51. Beer TM, Garzotto M, Henner WD, Eilers KM, Wersinger EM. Multiple cycles of intermittent chemotherapy in metastatic androgen-independent prostate cancer. Br J Cancer. 2004;91:1425–27.

    Article  CAS  PubMed  PubMed Central  Google Scholar 

  52. Madan RA, Pal SK, Sarto O, Dahut WL. Overcoming chemotherapy resistance in prostate cancer. Clin Cancer Res. 2011;17:3892–902.

    Article  CAS  PubMed  PubMed Central  Google Scholar 

  53. Mittal K, Derosa L, Albiges L, Wood L, Elson P, Gilligan T, et al. Drug holiday in metastatic renal-cell carcinoma patients treated with vascular endothelial growth factor receptor inhibitors. Clinical Genitourinary Cancer. 2018;16:e663–7.

    Article  PubMed  Google Scholar 

  54. Hong A, Moriceau G, Sun L, Lomeli S, Piva M, Damoiseaux R, et al. Exploiting drug addiction mechanisms to select against mapki-resistant melanoma. Cancer Discovery. 2018;8:74–93.

    Article  CAS  PubMed  Google Scholar 

  55. Sharma SV, Lee DY, Li B, Quinlan MP, Takahashi F, Maheswaran S, et al. A chromatin-mediated reversible drug-tolerant state in Cancer cell subpopulations. Cell. 2010;141:69–80.

    Article  CAS  PubMed  PubMed Central  Google Scholar 

Download references


We acknowledge DST-SERB and DBT grant of RC for providing financial support for the study. We further thank Bionivid, India for performing RNA sequencing of the samples. We thank BITS-Pilani, Pilani campus for providing infrastructural support.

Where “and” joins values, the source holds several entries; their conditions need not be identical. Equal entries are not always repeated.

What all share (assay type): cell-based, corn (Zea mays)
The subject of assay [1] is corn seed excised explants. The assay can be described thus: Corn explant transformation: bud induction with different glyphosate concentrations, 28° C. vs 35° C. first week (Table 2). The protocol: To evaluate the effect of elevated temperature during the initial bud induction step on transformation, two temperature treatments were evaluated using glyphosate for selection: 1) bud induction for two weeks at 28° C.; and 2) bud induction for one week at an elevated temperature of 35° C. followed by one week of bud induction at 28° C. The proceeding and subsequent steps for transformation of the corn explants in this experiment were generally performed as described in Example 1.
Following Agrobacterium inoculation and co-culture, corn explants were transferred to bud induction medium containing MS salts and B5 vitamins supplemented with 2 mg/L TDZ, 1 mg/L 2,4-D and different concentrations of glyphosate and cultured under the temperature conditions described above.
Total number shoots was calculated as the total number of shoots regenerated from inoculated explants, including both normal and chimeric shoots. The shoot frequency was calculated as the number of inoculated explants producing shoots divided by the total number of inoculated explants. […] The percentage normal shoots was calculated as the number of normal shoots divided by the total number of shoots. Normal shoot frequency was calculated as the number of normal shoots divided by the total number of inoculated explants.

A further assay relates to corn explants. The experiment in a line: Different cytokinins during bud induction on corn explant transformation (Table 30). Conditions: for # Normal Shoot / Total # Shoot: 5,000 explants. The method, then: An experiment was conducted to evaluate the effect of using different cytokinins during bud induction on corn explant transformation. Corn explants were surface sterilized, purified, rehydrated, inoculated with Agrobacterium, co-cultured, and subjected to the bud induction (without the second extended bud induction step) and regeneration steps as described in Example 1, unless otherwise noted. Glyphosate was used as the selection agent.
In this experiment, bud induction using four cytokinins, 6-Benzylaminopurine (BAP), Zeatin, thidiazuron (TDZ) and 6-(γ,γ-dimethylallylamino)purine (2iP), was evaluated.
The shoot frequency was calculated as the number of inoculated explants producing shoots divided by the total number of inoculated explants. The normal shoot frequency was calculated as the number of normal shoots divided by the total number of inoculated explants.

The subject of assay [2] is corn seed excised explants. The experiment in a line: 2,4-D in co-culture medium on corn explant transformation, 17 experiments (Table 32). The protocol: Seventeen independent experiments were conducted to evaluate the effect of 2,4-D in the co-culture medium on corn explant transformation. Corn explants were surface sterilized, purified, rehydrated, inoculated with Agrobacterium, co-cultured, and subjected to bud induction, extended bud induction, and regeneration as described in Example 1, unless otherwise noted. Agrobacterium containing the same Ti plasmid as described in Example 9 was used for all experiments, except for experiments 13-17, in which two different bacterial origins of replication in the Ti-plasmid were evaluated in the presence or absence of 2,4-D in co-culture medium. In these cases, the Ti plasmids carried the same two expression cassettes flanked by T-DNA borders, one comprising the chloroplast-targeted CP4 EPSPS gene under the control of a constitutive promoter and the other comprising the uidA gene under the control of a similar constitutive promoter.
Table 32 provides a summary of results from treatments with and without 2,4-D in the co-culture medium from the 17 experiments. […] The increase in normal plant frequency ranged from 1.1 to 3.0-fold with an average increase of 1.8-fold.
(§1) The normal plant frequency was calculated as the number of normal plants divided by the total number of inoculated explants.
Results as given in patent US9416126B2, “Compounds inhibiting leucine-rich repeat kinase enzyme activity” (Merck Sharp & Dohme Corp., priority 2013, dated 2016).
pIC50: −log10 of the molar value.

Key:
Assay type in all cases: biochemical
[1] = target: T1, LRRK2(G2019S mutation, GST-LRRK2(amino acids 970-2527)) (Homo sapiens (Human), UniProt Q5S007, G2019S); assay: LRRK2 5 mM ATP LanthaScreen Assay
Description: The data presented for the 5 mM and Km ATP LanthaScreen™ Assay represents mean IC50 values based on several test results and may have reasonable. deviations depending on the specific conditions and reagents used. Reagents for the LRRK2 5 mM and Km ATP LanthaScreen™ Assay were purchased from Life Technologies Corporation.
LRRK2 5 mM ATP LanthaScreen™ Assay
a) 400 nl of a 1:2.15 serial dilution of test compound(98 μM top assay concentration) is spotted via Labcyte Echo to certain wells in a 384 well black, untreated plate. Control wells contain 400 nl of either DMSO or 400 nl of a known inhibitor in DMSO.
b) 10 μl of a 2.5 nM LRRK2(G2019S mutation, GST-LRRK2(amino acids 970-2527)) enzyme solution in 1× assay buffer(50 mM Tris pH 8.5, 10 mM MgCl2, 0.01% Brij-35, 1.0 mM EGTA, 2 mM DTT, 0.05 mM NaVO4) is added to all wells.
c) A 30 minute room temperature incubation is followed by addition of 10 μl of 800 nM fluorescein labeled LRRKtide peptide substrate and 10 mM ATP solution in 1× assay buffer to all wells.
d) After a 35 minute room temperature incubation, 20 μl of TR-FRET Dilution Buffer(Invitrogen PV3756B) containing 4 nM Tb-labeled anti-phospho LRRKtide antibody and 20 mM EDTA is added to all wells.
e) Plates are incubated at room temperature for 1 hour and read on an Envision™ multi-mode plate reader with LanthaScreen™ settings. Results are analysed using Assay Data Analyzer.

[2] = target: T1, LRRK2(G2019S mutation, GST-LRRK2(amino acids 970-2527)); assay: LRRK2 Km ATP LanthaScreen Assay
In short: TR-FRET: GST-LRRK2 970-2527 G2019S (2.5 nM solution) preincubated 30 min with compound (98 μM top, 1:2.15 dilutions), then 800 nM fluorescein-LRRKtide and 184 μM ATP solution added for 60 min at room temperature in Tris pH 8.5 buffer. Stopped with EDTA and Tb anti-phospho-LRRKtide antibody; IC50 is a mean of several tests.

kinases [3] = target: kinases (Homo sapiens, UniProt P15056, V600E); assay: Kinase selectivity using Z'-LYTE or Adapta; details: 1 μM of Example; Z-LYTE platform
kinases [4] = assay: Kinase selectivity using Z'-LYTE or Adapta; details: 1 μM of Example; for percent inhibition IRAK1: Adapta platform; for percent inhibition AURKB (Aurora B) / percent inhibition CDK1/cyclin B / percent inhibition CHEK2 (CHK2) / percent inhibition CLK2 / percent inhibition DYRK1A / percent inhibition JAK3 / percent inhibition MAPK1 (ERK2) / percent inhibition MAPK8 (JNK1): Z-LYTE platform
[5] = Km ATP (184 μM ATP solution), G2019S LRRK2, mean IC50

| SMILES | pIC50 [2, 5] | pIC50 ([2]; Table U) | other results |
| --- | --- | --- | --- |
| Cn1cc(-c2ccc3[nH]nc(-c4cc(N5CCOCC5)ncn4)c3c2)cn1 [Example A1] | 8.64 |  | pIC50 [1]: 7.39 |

We thank DST-SERB (Sanction order No. EMR/2016/006788) and DBT grant (BT/PR/8799/MED/30/1067/2013) of RC for providing financial support for the study. The funding bodies had no role in study design, data collection and analysis, decision to publish, or manuscript preparation.

Author information

Authors and Affiliations



DN carried out the majority of data analysis including network and regulatory studies and drafted the manuscript. HS carried out differential expression analysis. SM (Syamantak) and SM (Sudeshna) participated in the design of the wet lab study and helped to draft the manuscript. RC structured the design of the study and coordination and helped to draft the manuscript. SC helped to coordinate the bioinformatics analysis and drafting of the manuscript. All authors have read and approved the final manuscript.

Corresponding authors

Correspondence to Rajdeep Chowdhury or Shibasish Chowdhury.

Ethics declarations

Ethics approval and consent to participate